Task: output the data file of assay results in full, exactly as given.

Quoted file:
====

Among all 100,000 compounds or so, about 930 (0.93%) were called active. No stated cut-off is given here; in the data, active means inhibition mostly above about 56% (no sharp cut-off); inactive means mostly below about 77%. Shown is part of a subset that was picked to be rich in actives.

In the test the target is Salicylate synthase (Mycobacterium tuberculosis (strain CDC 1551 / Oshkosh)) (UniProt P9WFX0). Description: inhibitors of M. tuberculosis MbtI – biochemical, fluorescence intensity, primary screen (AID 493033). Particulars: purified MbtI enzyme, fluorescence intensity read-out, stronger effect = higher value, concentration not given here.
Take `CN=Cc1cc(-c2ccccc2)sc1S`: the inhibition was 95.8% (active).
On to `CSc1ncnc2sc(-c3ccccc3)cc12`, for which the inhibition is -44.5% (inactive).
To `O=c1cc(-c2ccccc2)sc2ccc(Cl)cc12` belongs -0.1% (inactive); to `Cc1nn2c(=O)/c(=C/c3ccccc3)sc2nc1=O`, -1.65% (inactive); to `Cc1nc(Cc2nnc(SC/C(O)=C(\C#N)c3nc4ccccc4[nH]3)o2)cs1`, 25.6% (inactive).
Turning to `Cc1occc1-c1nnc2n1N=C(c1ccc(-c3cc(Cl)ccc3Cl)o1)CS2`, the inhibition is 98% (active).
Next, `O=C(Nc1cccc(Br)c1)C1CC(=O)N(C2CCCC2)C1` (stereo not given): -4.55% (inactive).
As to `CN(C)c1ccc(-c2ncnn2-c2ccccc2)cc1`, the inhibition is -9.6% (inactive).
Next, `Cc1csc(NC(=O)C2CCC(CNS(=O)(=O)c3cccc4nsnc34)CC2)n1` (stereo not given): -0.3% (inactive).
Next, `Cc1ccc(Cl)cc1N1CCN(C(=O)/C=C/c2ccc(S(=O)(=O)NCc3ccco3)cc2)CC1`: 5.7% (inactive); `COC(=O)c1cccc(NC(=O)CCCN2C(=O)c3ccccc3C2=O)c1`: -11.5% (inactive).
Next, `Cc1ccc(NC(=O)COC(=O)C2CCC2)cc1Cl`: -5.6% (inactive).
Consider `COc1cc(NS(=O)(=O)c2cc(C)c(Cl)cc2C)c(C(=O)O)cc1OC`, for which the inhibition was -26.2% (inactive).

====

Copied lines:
Among all 100,000 compounds or so, about 930 (0.93%) were called active. No stated cut-off is given here; in the data, active means inhibition mostly above about 56% (no sharp cut-off); inactive means mostly below about 77%. Shown is part of a subset that was picked to be rich in actives.

In the test the target is Salicylate synthase (Mycobacterium tuberculosis (strain CDC 1551 / Oshkosh)) (UniProt P9WFX0). Description: inhibitors of M. tuberculosis MbtI – biochemical, fluorescence intensity, primary screen (AID 493033). Particulars: purified MbtI enzyme, fluorescence intensity read-out, stronger effect = higher value, concentration not given here.
Take `CN=Cc1cc(-c2ccccc2)sc1S`: the inhibition was 95.8% (active).
On to `CSc1ncnc2sc(-c3ccccc3)cc12`, for which the inhibition is -44.5% (inactive).
To `O=c1cc(-c2ccccc2)sc2ccc(Cl)cc12` belongs -0.1% (inactive); to `Cc1nn2c(=O)/c(=C/c3ccccc3)sc2nc1=O`, -1.65% (inactive); to `Cc1nc(Cc2nnc(SC/C(O)=C(\C#N)c3nc4ccccc4[nH]3)o2)cs1`, 25.6% (inactive).
Turning to `Cc1occc1-c1nnc2n1N=C(c1ccc(-c3cc(Cl)ccc3Cl)o1)CS2`, the inhibition is 98% (active).
Next, `O=C(Nc1cccc(Br)c1)C1CC(=O)N(C2CCCC2)C1` (stereo not given): -4.55% (inactive).
As to `CN(C)c1ccc(-c2ncnn2-c2ccccc2)cc1`, the inhibition is -9.6% (inactive).
Next, `Cc1csc(NC(=O)C2CCC(CNS(=O)(=O)c3cccc4nsnc34)CC2)n1` (stereo not given): -0.3% (inactive).
Next, `Cc1ccc(Cl)cc1N1CCN(C(=O)/C=C/c2ccc(S(=O)(=O)NCc3ccco3)cc2)CC1`: 5.7% (inactive); `COC(=O)c1cccc(NC(=O)CCCN2C(=O)c3ccccc3C2=O)c1`: -11.5% (inactive).
Next, `Cc1ccc(NC(=O)COC(=O)C2CCC2)cc1Cl`: -5.6% (inactive).
Consider `COc1cc(NS(=O)(=O)c2cc(C)c(Cl)cc2C)c(C(=O)O)cc1OC`, for which the inhibition was -26.2% (inactive).